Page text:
This past weekend my wife and I attended Pray Chicago, an event coinciding with the national observance of Dr. Martin Luther King. It was a very moving experience – one difficult to describe with words alone. We came away profoundly challenged and encouraged to see brothers and sisters of all colors and kinds gathered together to pray for our city.
I’m convinced that prayer opens our eyes to seeing what we would otherwise miss. Prayer is practicing the presence of Christ, allowing us to know, see, and experience what can only be found in Him and through Him.
Young Knights is committed to prayer, both its power and practice. It’s built into our organizational DNA because we are convinced that anything truly worth doing, that makes a real difference, comes from God. And so, our desire or more accurately, our desperate need, is for our ministry to be both prayer birthed and bathed!
I’m inviting you to join us as we pray this year for…
- Chicago: that the tsunami of violence, unemployment, homelessness, corruption and addiction that ravage our city would lose its destructive power.
- The church: that it would stand together as the very manifestation of Christ, overflowing with His love and bearing witness to His grace. Pray for His church, throughout the entire city, to experience revival, renewal, and a fresh anointing to do abundantly more for His glory!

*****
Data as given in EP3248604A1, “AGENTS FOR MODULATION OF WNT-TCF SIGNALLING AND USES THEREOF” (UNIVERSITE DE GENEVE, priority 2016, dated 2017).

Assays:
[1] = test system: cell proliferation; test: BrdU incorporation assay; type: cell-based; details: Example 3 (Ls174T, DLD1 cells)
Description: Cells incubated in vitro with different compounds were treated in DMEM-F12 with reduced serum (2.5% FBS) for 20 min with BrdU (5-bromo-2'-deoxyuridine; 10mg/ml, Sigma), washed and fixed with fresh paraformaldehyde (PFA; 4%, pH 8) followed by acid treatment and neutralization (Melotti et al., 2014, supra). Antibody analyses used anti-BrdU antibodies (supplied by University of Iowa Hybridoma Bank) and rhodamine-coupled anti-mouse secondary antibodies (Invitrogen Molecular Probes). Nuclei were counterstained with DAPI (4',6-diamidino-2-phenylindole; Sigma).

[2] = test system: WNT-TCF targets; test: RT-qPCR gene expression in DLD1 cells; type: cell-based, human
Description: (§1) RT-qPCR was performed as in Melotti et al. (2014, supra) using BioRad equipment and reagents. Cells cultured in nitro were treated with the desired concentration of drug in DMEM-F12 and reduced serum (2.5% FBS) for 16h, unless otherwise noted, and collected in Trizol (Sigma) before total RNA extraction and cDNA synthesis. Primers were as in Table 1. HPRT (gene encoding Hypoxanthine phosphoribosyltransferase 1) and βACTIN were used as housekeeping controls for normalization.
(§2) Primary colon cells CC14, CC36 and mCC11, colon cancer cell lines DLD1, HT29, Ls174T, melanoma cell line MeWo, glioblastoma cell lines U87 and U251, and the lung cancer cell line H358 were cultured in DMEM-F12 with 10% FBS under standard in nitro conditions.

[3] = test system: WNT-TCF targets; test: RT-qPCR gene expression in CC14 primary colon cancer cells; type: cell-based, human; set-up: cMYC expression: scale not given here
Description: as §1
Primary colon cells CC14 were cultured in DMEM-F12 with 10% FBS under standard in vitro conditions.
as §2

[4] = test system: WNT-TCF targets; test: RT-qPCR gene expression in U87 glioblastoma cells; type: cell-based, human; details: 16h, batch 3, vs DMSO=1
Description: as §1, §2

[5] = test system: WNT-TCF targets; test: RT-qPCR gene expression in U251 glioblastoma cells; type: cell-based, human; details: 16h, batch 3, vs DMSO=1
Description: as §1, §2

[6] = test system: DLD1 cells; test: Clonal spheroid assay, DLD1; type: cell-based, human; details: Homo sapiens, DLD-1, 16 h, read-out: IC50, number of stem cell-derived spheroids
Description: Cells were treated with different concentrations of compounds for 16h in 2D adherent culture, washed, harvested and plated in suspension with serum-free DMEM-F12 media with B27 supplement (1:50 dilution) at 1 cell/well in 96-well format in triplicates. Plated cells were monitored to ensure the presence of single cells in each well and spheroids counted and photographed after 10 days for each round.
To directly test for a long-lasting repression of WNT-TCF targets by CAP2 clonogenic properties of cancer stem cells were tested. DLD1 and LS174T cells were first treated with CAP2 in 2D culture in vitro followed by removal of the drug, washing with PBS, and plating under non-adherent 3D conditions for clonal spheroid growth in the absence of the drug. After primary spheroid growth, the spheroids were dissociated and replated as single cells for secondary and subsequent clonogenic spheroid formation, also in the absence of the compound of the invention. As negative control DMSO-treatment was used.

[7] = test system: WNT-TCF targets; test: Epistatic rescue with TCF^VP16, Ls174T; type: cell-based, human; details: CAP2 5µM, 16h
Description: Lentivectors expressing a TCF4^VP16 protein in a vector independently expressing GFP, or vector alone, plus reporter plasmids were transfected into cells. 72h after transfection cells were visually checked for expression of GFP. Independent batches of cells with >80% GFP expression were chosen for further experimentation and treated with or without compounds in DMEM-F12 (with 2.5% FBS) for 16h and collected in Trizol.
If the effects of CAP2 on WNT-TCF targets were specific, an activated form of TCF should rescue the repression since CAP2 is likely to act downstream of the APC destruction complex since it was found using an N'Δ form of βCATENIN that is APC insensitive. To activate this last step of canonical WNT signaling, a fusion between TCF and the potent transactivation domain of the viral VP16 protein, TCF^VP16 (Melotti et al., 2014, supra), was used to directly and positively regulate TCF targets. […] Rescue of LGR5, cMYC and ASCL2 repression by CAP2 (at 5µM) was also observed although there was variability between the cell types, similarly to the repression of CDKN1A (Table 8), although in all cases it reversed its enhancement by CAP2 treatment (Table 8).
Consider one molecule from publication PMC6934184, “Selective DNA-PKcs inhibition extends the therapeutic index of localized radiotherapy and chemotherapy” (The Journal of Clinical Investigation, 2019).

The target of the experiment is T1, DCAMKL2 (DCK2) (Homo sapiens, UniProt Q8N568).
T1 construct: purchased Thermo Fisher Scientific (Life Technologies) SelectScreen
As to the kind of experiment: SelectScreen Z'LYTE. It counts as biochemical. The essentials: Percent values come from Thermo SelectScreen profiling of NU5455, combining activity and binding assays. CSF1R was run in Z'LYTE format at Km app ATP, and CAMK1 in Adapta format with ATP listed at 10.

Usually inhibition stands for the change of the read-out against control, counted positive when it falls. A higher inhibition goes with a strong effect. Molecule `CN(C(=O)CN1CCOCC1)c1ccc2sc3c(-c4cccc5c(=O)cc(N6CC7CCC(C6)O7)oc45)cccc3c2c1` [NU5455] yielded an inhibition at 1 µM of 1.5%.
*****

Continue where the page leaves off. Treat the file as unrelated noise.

- Young Knights: that God grow the ministry and use it to bring about real and lasting change in the lives of the boys we serve on Chicago’s South Side. Pray for God’s favor as we wait upon Him for direction and resources.
- Young Knights’ staff and mentors: that we would abide in Christ and His Word, serving as guides seeking to live out the 5 Commitments of a Young Knight in our own lives.
- Young Knights mentees and their families: for protection, both physical and spiritual. Pray for walls of fear, distrust, apathy, and hopelessness to be torn down and replaced. Pray for God’s presence and provision to be experienced in powerful ways!
Time after time Jesus looked over the crowds, over the city, and he was moved. He had compassion for people, all people, but especially for those numbered among the least, the last, and the lost. May God give us eyes to see. May He give us a fresh vision for Chicago!